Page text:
Interview with Alan Bigelow, PhD, Columbia University

Posted 4 March 2015 by Urs Riggenbach.

Alan Bigelow is a physicist that develops optical and ion-beam technologies at Columbia University. Passionate about solar energy and what it can do to solve our problems, Alan shares his views on solar concentration in this interview.

In 2007 Alan co-founded the solar-powered, eco-rock band Solar Punch, whose mission is to educate and raise awareness about environmental issues and solutions. Alan and the group find that performing original songs about solar science is an effective way to engage the public and encourage people to apply their individual skills toward solving environmental problems.

As the physicist in Solar Punch, Alan has developed and incorporated an array of solar-science demonstrations for hands-on opportunities for the public to experience and learn concepts in renewable energy and sustainable living. To further the outreach potential with Solar Punch, Alan has developed interactive workshops and presentations with his role in Solar Punch.

Alan has also worked with his Solar Punch bandmates to design and develop a series of off-grid, solar-power generators that they use to power their performances. In a particular example, Alan designed and built what he considers the world’s lightest and cheapest flexible solar panel, which was subsequently used for solar-powered filmmaking during their group’s participation in the first solar trek in Nepal. Along with Solar Punch, Alan is a named recipient of the Shirin Gadhia Sustainability Award.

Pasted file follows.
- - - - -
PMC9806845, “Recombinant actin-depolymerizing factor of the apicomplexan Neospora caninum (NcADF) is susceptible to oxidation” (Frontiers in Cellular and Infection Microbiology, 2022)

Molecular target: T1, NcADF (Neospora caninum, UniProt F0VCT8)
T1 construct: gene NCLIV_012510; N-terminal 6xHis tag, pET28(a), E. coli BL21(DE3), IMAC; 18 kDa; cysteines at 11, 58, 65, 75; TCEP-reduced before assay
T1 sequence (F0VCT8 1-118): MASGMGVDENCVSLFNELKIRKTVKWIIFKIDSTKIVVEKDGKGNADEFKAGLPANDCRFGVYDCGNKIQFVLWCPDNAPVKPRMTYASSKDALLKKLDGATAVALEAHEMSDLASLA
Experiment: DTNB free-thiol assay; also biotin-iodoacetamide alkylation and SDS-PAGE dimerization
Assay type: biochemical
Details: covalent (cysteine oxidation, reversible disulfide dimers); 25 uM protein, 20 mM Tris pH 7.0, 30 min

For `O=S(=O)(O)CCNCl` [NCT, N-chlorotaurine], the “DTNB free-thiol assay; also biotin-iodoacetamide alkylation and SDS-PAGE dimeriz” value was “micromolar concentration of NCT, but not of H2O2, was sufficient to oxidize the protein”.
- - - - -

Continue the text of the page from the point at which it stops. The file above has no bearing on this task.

Alan’s experience with concentrated solar power (CSP) originated through Solar Punch tours in India, Nepal, and Haiti. Alan is a member of the New York Solar Energy Society (NYSES). In outreach activities, Alan has given invited talks on solar science at Columbia University, at New York City’s EcoFest, at the NYSES Solar Salon, and at the Solar Cookers International convention.

Currently Alan works as a physicist on laser and particle-accelerator projects at the Radiological Research Accelerator Facility (RARAF), in New York. In his current role, Alan specializes in developing optical and ion-beam technologies for research scientists that visit RARAF to conduct radiation-biology experiments. He has published numerous academic articles and he is listed as a co-inventor on several patents involving differential sterilization approaches using UV light.


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